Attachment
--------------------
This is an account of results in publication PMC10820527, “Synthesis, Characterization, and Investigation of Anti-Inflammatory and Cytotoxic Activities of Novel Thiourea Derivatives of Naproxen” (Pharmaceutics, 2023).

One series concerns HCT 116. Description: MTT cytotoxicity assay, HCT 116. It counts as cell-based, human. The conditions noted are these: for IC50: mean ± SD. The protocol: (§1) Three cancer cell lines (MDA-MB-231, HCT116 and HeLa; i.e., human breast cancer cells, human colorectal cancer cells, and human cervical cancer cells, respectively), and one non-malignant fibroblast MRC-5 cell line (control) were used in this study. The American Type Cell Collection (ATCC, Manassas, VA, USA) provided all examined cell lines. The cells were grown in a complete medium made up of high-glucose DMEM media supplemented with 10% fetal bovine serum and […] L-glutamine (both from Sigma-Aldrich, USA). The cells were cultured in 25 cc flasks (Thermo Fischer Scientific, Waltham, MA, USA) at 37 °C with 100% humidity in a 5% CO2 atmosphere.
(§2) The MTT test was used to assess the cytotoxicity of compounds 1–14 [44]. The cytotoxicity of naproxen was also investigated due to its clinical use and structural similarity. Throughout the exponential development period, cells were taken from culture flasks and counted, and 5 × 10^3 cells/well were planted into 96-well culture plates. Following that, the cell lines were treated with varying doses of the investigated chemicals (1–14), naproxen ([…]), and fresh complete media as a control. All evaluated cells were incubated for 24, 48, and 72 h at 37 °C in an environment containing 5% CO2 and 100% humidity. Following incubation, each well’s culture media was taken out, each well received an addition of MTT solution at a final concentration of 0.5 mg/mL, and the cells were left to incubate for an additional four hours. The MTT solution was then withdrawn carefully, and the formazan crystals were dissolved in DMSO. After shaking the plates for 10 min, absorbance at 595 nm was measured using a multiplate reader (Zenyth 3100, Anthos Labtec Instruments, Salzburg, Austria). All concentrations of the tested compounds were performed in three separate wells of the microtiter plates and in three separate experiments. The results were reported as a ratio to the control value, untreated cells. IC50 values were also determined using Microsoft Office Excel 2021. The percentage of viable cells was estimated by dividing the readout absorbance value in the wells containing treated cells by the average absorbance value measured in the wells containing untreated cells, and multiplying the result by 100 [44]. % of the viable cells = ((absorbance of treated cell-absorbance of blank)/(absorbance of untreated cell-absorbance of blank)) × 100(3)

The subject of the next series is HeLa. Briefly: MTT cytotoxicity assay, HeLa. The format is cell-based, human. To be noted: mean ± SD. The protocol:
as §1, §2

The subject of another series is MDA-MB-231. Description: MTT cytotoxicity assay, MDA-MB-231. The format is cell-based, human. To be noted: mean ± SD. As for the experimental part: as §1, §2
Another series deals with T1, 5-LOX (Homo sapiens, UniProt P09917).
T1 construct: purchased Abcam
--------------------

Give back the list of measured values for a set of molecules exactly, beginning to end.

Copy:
This is an account of results in publication PMC10820527, “Synthesis, Characterization, and Investigation of Anti-Inflammatory and Cytotoxic Activities of Novel Thiourea Derivatives of Naproxen” (Pharmaceutics, 2023).

One series concerns HCT 116. Description: MTT cytotoxicity assay, HCT 116. It counts as cell-based, human. The conditions noted are these: for IC50: mean ± SD. The protocol: (§1) Three cancer cell lines (MDA-MB-231, HCT116 and HeLa; i.e., human breast cancer cells, human colorectal cancer cells, and human cervical cancer cells, respectively), and one non-malignant fibroblast MRC-5 cell line (control) were used in this study. The American Type Cell Collection (ATCC, Manassas, VA, USA) provided all examined cell lines. The cells were grown in a complete medium made up of high-glucose DMEM media supplemented with 10% fetal bovine serum and […] L-glutamine (both from Sigma-Aldrich, USA). The cells were cultured in 25 cc flasks (Thermo Fischer Scientific, Waltham, MA, USA) at 37 °C with 100% humidity in a 5% CO2 atmosphere.
(§2) The MTT test was used to assess the cytotoxicity of compounds 1–14 [44]. The cytotoxicity of naproxen was also investigated due to its clinical use and structural similarity. Throughout the exponential development period, cells were taken from culture flasks and counted, and 5 × 10^3 cells/well were planted into 96-well culture plates. Following that, the cell lines were treated with varying doses of the investigated chemicals (1–14), naproxen ([…]), and fresh complete media as a control. All evaluated cells were incubated for 24, 48, and 72 h at 37 °C in an environment containing 5% CO2 and 100% humidity. Following incubation, each well’s culture media was taken out, each well received an addition of MTT solution at a final concentration of 0.5 mg/mL, and the cells were left to incubate for an additional four hours. The MTT solution was then withdrawn carefully, and the formazan crystals were dissolved in DMSO. After shaking the plates for 10 min, absorbance at 595 nm was measured using a multiplate reader (Zenyth 3100, Anthos Labtec Instruments, Salzburg, Austria). All concentrations of the tested compounds were performed in three separate wells of the microtiter plates and in three separate experiments. The results were reported as a ratio to the control value, untreated cells. IC50 values were also determined using Microsoft Office Excel 2021. The percentage of viable cells was estimated by dividing the readout absorbance value in the wells containing treated cells by the average absorbance value measured in the wells containing untreated cells, and multiplying the result by 100 [44]. % of the viable cells = ((absorbance of treated cell-absorbance of blank)/(absorbance of untreated cell-absorbance of blank)) × 100(3)

The subject of the next series is HeLa. Briefly: MTT cytotoxicity assay, HeLa. The format is cell-based, human. To be noted: mean ± SD. The protocol:
as §1, §2

The subject of another series is MDA-MB-231. Description: MTT cytotoxicity assay, MDA-MB-231. The format is cell-based, human. To be noted: mean ± SD. As for the experimental part: as §1, §2
Another series deals with T1, 5-LOX (Homo sapiens, UniProt P09917).
T1 construct: purchased Abcam